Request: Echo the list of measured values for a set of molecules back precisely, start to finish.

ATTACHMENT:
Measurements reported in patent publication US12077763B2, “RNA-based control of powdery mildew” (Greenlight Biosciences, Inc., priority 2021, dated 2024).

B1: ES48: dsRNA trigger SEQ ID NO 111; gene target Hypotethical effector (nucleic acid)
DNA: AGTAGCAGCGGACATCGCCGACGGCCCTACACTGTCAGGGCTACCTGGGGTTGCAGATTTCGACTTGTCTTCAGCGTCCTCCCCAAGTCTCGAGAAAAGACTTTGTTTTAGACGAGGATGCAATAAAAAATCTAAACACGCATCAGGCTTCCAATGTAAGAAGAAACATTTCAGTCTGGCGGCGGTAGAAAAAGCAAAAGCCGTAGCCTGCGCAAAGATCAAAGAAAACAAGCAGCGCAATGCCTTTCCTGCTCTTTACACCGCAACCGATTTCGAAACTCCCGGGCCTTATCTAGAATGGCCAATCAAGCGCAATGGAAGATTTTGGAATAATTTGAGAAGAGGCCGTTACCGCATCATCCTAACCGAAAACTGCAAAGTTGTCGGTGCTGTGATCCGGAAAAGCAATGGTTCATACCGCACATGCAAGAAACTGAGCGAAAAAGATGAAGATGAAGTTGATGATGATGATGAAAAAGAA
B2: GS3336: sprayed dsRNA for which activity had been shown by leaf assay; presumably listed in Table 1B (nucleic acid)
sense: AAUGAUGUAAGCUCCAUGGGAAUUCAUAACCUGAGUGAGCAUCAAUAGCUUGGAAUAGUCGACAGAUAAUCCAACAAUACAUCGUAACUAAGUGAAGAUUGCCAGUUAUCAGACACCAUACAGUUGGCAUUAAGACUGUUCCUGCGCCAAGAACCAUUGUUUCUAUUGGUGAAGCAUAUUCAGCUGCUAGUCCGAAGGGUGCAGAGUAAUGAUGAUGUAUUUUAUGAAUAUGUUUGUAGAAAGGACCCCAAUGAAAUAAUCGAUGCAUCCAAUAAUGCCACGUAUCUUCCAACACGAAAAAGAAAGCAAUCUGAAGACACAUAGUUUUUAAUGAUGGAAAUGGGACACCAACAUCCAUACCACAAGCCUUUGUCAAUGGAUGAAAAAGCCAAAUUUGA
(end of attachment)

Measurements reported in patent publication US12077763B2, “RNA-based control of powdery mildew” (Greenlight Biosciences, Inc., priority 2021, dated 2024).

B1: ES48: dsRNA trigger SEQ ID NO 111; gene target Hypotethical effector (nucleic acid)
DNA: AGTAGCAGCGGACATCGCCGACGGCCCTACACTGTCAGGGCTACCTGGGGTTGCAGATTTCGACTTGTCTTCAGCGTCCTCCCCAAGTCTCGAGAAAAGACTTTGTTTTAGACGAGGATGCAATAAAAAATCTAAACACGCATCAGGCTTCCAATGTAAGAAGAAACATTTCAGTCTGGCGGCGGTAGAAAAAGCAAAAGCCGTAGCCTGCGCAAAGATCAAAGAAAACAAGCAGCGCAATGCCTTTCCTGCTCTTTACACCGCAACCGATTTCGAAACTCCCGGGCCTTATCTAGAATGGCCAATCAAGCGCAATGGAAGATTTTGGAATAATTTGAGAAGAGGCCGTTACCGCATCATCCTAACCGAAAACTGCAAAGTTGTCGGTGCTGTGATCCGGAAAAGCAATGGTTCATACCGCACATGCAAGAAACTGAGCGAAAAAGATGAAGATGAAGTTGATGATGATGATGAAAAAGAA
B2: GS3336: sprayed dsRNA for which activity had been shown by leaf assay; presumably listed in Table 1B (nucleic acid)
sense: AAUGAUGUAAGCUCCAUGGGAAUUCAUAACCUGAGUGAGCAUCAAUAGCUUGGAAUAGUCGACAGAUAAUCCAACAAUACAUCGUAACUAAGUGAAGAUUGCCAGUUAUCAGACACCAUACAGUUGGCAUUAAGACUGUUCCUGCGCCAAGAACCAUUGUUUCUAUUGGUGAAGCAUAUUCAGCUGCUAGUCCGAAGGGUGCAGAGUAAUGAUGAUGUAUUUUAUGAAUAUGUUUGUAGAAAGGACCCCAAUGAAAUAAUCGAUGCAUCCAAUAAUGCCACGUAUCUUCCAACACGAAAAAGAAAGCAAUCUGAAGACACAUAGUUUUUAAUGAUGGAAAUGGGACACCAACAUCCAUACCACAAGCCUUUGUCAAUGGAUGAAAAAGCCAAAUUUGA